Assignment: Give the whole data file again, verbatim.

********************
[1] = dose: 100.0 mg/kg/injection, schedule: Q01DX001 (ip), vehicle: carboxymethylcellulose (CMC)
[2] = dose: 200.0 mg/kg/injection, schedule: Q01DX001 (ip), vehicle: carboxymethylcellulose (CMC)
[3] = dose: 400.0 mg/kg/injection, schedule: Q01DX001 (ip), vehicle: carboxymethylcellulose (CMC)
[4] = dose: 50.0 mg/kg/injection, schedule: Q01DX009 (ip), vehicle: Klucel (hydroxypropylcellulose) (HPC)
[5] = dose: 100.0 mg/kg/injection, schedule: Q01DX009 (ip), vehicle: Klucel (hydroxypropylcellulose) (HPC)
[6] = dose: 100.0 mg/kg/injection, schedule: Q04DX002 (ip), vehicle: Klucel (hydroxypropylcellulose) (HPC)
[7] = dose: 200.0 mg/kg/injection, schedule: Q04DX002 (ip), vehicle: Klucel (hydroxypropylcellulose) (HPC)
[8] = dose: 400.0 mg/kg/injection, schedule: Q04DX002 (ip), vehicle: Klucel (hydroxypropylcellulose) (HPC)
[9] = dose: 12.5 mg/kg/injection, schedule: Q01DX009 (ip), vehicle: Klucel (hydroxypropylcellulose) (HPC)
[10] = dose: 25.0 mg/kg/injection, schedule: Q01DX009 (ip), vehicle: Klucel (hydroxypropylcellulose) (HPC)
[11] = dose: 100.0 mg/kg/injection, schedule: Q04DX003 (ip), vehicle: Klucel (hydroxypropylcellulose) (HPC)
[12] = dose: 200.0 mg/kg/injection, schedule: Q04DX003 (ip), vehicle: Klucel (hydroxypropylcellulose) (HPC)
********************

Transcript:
[1] = dose: 100.0 mg/kg/injection, schedule: Q01DX001 (ip), vehicle: carboxymethylcellulose (CMC)
[2] = dose: 200.0 mg/kg/injection, schedule: Q01DX001 (ip), vehicle: carboxymethylcellulose (CMC)
[3] = dose: 400.0 mg/kg/injection, schedule: Q01DX001 (ip), vehicle: carboxymethylcellulose (CMC)
[4] = dose: 50.0 mg/kg/injection, schedule: Q01DX009 (ip), vehicle: Klucel (hydroxypropylcellulose) (HPC)
[5] = dose: 100.0 mg/kg/injection, schedule: Q01DX009 (ip), vehicle: Klucel (hydroxypropylcellulose) (HPC)
[6] = dose: 100.0 mg/kg/injection, schedule: Q04DX002 (ip), vehicle: Klucel (hydroxypropylcellulose) (HPC)
[7] = dose: 200.0 mg/kg/injection, schedule: Q04DX002 (ip), vehicle: Klucel (hydroxypropylcellulose) (HPC)
[8] = dose: 400.0 mg/kg/injection, schedule: Q04DX002 (ip), vehicle: Klucel (hydroxypropylcellulose) (HPC)
[9] = dose: 12.5 mg/kg/injection, schedule: Q01DX009 (ip), vehicle: Klucel (hydroxypropylcellulose) (HPC)
[10] = dose: 25.0 mg/kg/injection, schedule: Q01DX009 (ip), vehicle: Klucel (hydroxypropylcellulose) (HPC)
[11] = dose: 100.0 mg/kg/injection, schedule: Q04DX003 (ip), vehicle: Klucel (hydroxypropylcellulose) (HPC)
[12] = dose: 200.0 mg/kg/injection, schedule: Q04DX003 (ip), vehicle: Klucel (hydroxypropylcellulose) (HPC)